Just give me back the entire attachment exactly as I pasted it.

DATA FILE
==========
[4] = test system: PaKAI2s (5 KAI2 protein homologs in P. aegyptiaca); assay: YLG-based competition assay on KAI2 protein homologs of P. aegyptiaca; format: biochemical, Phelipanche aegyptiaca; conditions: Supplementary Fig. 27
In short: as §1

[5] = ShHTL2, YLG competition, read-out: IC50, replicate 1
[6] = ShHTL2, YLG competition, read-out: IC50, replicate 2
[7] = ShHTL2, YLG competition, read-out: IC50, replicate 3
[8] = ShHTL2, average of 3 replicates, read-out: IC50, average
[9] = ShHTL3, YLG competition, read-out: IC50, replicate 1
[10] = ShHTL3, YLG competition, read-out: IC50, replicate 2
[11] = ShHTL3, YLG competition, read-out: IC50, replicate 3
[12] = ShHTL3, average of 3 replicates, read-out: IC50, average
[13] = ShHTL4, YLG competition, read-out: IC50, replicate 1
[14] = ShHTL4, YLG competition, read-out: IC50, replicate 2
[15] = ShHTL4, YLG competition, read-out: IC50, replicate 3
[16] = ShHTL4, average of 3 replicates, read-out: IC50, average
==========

[4] = test system: PaKAI2s (5 KAI2 protein homologs in P. aegyptiaca); assay: YLG-based competition assay on KAI2 protein homologs of P. aegyptiaca; format: biochemical, Phelipanche aegyptiaca; conditions: Supplementary Fig. 27
In short: as §1

[5] = ShHTL2, YLG competition, read-out: IC50, replicate 1
[6] = ShHTL2, YLG competition, read-out: IC50, replicate 2
[7] = ShHTL2, YLG competition, read-out: IC50, replicate 3
[8] = ShHTL2, average of 3 replicates, read-out: IC50, average
[9] = ShHTL3, YLG competition, read-out: IC50, replicate 1
[10] = ShHTL3, YLG competition, read-out: IC50, replicate 2
[11] = ShHTL3, YLG competition, read-out: IC50, replicate 3
[12] = ShHTL3, average of 3 replicates, read-out: IC50, average
[13] = ShHTL4, YLG competition, read-out: IC50, replicate 1
[14] = ShHTL4, YLG competition, read-out: IC50, replicate 2
[15] = ShHTL4, YLG competition, read-out: IC50, replicate 3
[16] = ShHTL4, average of 3 replicates, read-out: IC50, average